15 Baudrillard: Modernity is defined by state of hyper-reality formed by a disconnect between symbol and object. Lotman: Everything in a text is important and the more you know the more you see. Berger: Publicity proposes to each of us that we transform ourselves, or our lives, by buying something more. © 2014 Taylor & Francis

16 How does advertising work?
Media Aperture (where the ad is placed) – Time (season of year, month, etc.) – Place (magazine, TV, internet, movies, etc.) – Circumstances (reason for the ad, message of the ad) What is the purpose of the advertising effort? – Awareness of the product – Maintain/continue use of the product – Encourage brand loyalty – Increased intake (widening the perception of how and when to use) – Encourage a switch in brand of alcohol type ROI Stages (Relevance, Originality, and Impact) – Awareness – Acceptance – Preference – Search – Selection – Use – Satisfaction It is therefore important to consider ads as part of a carefully constructed strategy for creating specific effects in specific consumers at specific times. Thorson, 1995: p165 © 2014 Taylor & Francis

17 Advertising and Branding (Creation of Product Story Lines)
New Brands need to create a story line about their product in order to know which aperture to use (where to advertise), define the purpose of the ad campaign, and apply the appropriate ROI. In effect, they must create an ideal customer and then construct the campaign to appeal to that person. Some of the considerations in creating an ad campaign include: – Market Segmentation – Geography (region, population size) – Demographics (gender, race, age cohort) – Behavior (occasion for, readiness and frequency of purchase) – Psychographics (values, attitudes, personality, lifestyle) – Creation of a branded product – Creation of new advertising for the brand. © 2014 Taylor & Francis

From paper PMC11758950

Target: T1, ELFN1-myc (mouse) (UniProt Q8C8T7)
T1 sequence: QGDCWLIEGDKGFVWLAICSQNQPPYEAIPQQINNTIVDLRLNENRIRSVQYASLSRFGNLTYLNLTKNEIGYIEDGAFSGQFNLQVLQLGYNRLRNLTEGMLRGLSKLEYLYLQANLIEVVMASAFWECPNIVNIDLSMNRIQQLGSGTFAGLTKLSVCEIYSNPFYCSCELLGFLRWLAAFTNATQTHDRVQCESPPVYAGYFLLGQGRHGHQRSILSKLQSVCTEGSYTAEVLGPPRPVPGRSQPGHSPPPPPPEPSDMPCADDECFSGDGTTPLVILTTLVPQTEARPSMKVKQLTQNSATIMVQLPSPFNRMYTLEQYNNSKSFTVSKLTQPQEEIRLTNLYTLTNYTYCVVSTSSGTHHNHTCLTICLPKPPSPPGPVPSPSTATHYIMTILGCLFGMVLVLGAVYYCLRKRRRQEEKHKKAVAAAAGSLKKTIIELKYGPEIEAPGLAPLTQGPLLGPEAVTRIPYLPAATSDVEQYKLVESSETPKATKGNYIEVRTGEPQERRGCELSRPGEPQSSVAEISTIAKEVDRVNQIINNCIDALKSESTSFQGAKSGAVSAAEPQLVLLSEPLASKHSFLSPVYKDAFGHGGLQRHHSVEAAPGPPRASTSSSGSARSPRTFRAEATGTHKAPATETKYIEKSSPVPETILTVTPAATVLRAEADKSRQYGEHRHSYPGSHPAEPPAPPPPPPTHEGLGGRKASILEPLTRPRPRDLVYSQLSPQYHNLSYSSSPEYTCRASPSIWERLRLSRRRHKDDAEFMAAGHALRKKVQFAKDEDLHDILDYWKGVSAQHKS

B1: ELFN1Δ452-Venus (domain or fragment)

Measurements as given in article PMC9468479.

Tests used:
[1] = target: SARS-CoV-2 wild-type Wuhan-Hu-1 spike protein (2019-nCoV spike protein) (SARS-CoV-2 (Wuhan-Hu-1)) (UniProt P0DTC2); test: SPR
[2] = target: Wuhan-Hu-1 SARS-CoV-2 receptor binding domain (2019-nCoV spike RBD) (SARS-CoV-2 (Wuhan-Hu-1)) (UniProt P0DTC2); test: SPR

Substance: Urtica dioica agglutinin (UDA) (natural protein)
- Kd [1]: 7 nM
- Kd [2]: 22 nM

18 Define your target audience. Decide where the ad will run (aperture).
Storyboard your own ad using the tropes and myths most prevalent in alcohol advertising. Define your product. Define your target audience. Decide where the ad will run (aperture). Use ROI to define a message about the product. Create a story line about the product using the tropes, myths and desires listed on the next slide. Choose one from each column and design an advertising campaign! © 2014 Taylor & Francis